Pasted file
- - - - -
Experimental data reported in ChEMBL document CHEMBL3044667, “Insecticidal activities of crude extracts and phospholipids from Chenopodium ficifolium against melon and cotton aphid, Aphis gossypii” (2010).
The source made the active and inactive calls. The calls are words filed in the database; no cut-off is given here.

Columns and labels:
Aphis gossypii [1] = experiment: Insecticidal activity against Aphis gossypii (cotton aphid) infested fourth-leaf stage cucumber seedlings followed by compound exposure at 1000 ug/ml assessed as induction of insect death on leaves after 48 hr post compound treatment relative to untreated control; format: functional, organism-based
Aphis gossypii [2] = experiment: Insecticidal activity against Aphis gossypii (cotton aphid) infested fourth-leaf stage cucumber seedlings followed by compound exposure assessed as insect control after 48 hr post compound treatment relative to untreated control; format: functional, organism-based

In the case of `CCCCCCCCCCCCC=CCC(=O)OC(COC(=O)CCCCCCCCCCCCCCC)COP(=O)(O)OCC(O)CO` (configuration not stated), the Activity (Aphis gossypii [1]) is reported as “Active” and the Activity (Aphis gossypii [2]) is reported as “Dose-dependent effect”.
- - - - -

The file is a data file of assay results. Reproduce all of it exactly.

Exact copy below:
Experimental data reported in ChEMBL document CHEMBL3044667, “Insecticidal activities of crude extracts and phospholipids from Chenopodium ficifolium against melon and cotton aphid, Aphis gossypii” (2010).
The source made the active and inactive calls. The calls are words filed in the database; no cut-off is given here.

Columns and labels:
Aphis gossypii [1] = experiment: Insecticidal activity against Aphis gossypii (cotton aphid) infested fourth-leaf stage cucumber seedlings followed by compound exposure at 1000 ug/ml assessed as induction of insect death on leaves after 48 hr post compound treatment relative to untreated control; format: functional, organism-based
Aphis gossypii [2] = experiment: Insecticidal activity against Aphis gossypii (cotton aphid) infested fourth-leaf stage cucumber seedlings followed by compound exposure assessed as insect control after 48 hr post compound treatment relative to untreated control; format: functional, organism-based

In the case of `CCCCCCCCCCCCC=CCC(=O)OC(COC(=O)CCCCCCCCCCCCCCC)COP(=O)(O)OCC(O)CO` (configuration not stated), the Activity (Aphis gossypii [1]) is reported as “Active” and the Activity (Aphis gossypii [2]) is reported as “Dose-dependent effect”.